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If you need proof that Italian plays in paradise, you'll find it here. Chef Wesley Holder and his merry band of kitchen innovators are using 80% local Maui products to do what the Italians do best: craft simple, delicious food that lets the ingredients shine. Must-haves include the local vine-ripened Caprese salad, the award-winning tortellini en brodo, and Chianti-braised short ribs. The wine list is excellent. As if great food and drink weren't enough, the service is stellar, and the glassed-in exhibition kitchen provides an eyeful of culinary entertainment. www.westinkaanapali.com/dining/pulehu. Closed Tues. and Wed.
The best thing about Porto—besides the delicious, fresh food—is that 100% of the profits go to the Pacific Whale Foundation, which owns the restaurant. The menu is short and manageable. The housemade chicken meatballs rise to the top of the appetizer list. There are plenty of panini and pastas, but the flame-fired artisan pizzas may be the best reason to come. The toppings make good use of Maui's bounty. The short wine list is excellent. Try the lucious strawberry shortcake for dessert. www.portomaui.com.
This is the more upscale and newer outpost of the very casual Pita Paradise location in Kihei Kalama Village. The room is beautiful and welcoming, and the staff is knowledgeable and friendly; but it's the food that is the main event here. Lunch features affordable and delicious Greek/Mediterranean appetizers, fresh salads, and, of course, the signature pita sandwiches. The spicy falafel and Greek burgers are standouts. In the evening the restaurant is transformed into an Italian/Greek bistro with entrées like chicken fettucine and moussaka. Although you'll be tempted to fill up on the scrumptious food, save room for the award-winning baklava ice-cream pie—yes, you read that right!—made with Maui's own Roselani Hawaiian vanilla-bean ice cream. www.pitaparadisehawaii.com.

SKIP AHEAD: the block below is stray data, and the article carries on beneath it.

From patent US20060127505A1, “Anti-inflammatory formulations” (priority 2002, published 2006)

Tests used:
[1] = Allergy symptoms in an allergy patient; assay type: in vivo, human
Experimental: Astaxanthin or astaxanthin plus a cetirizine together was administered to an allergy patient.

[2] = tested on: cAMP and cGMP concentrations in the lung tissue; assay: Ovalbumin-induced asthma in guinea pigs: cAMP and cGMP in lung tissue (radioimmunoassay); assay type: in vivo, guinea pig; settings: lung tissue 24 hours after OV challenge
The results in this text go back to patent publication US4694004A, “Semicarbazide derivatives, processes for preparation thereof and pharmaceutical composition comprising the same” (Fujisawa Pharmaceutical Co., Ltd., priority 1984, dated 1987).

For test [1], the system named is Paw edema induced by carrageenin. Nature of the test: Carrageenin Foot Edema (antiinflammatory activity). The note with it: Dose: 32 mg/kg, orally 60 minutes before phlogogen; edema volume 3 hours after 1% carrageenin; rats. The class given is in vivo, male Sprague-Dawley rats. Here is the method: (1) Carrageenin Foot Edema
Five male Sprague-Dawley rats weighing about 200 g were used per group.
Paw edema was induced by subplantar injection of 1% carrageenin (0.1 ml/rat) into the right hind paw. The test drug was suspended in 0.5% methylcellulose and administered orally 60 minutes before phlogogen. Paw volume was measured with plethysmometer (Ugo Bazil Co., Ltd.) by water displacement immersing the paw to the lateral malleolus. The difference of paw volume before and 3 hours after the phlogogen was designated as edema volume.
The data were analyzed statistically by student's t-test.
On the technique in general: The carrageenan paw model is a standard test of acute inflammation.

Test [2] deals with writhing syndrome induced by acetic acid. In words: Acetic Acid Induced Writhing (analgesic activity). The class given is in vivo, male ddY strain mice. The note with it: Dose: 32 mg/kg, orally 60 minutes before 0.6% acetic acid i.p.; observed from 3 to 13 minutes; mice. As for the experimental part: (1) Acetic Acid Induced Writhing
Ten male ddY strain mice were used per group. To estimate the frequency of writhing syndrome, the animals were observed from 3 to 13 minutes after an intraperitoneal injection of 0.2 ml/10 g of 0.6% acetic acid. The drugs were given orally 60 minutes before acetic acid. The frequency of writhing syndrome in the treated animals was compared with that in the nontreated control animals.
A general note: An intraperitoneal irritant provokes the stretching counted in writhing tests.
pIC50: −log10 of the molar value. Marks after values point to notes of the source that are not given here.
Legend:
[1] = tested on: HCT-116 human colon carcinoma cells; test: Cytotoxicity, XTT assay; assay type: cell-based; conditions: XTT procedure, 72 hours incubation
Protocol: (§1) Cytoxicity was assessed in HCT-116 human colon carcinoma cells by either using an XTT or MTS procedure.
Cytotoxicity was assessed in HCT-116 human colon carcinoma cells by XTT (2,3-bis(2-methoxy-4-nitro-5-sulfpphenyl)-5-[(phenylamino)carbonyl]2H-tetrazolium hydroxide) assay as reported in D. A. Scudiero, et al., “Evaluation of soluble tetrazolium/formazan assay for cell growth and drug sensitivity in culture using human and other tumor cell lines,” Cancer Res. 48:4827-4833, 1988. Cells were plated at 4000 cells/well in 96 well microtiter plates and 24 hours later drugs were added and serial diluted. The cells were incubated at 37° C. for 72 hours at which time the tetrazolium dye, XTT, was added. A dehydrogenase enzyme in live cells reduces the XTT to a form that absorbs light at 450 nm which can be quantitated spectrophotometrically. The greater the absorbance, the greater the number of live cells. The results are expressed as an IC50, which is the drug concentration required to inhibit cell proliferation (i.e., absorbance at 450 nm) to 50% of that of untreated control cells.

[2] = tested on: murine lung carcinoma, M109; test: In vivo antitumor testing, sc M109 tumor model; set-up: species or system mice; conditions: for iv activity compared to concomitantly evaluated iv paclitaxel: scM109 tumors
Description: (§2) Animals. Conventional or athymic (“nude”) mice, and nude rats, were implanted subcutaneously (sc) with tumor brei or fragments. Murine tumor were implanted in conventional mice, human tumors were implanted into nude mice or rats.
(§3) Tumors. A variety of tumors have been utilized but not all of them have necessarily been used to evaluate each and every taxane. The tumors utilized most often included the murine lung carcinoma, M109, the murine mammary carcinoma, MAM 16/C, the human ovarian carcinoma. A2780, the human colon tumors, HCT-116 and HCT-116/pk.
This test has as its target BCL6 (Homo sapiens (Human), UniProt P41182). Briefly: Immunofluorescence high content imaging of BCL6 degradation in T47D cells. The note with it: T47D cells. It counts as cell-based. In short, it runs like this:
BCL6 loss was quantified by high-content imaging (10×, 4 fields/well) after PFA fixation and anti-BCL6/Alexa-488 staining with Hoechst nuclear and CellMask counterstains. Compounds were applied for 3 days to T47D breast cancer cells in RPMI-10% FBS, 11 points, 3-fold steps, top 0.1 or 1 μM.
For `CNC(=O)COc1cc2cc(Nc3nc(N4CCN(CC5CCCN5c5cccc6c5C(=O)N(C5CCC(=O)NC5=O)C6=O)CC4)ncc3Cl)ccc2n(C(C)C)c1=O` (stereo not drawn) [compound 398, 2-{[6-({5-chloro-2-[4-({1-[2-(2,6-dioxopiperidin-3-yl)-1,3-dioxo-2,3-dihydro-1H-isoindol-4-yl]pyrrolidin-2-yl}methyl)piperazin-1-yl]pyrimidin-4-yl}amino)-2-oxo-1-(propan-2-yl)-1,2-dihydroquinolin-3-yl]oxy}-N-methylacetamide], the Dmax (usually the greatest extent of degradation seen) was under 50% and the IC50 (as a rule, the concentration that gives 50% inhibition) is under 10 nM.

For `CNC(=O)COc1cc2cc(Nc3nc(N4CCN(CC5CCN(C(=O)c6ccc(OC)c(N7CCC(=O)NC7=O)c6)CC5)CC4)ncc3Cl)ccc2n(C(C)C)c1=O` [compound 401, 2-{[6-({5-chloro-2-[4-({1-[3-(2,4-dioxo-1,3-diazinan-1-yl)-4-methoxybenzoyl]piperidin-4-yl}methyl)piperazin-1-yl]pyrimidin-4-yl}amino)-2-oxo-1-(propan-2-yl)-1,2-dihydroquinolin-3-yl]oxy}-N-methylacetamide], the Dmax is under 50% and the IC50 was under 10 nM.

The renovations took a long time (almost nine months) and cost a lot of money (more than $5 million), but the result is spectacular. While the setting is anything but humble, the menu at Ko—which means "sugarcane" in Hawaiian—borrows treasured family recipes from plantation days. Executive Chef Tylun Pang adds modern, innovative twists to Hawaiian, Chinese, Filipino, Portuguese, Korean, and Japanese dishes. The cocktail and wine lists arrive via iPad. Take note of the tabletops—glassware, cutlery, plates, bowls, serving pieces. They are among the most handsome you'll see anywhere. www.ko.kealanifairmont.com. Credit cards accepted.
This nicely appointed open-air restaurant gives hotel dining a better name. The ocean views are stunning, and the gentle trade winds cool the night air. The glassed-in sushi bar is gorgeous. But it's the food that makes Japengo worth a visit. The award-winning sashimi-style hamachi and watermelon is delicious, while the fresh local fish is well prepared and perfectly accompanied. Many dishes are offered in half-portions at half-price, the better to taste more of the creative menu. Perhaps most surprising are the desserts, which are crazy good. Even if dessert translates for you to "chocolate," the flaming piña colada crème here will change your mind forever. www.maui.hyatt.com/hyatt/hotels-maui/entertainment/dining_detail.jsp?itemDesc=fboutlet&itemId=1003060. No lunch.
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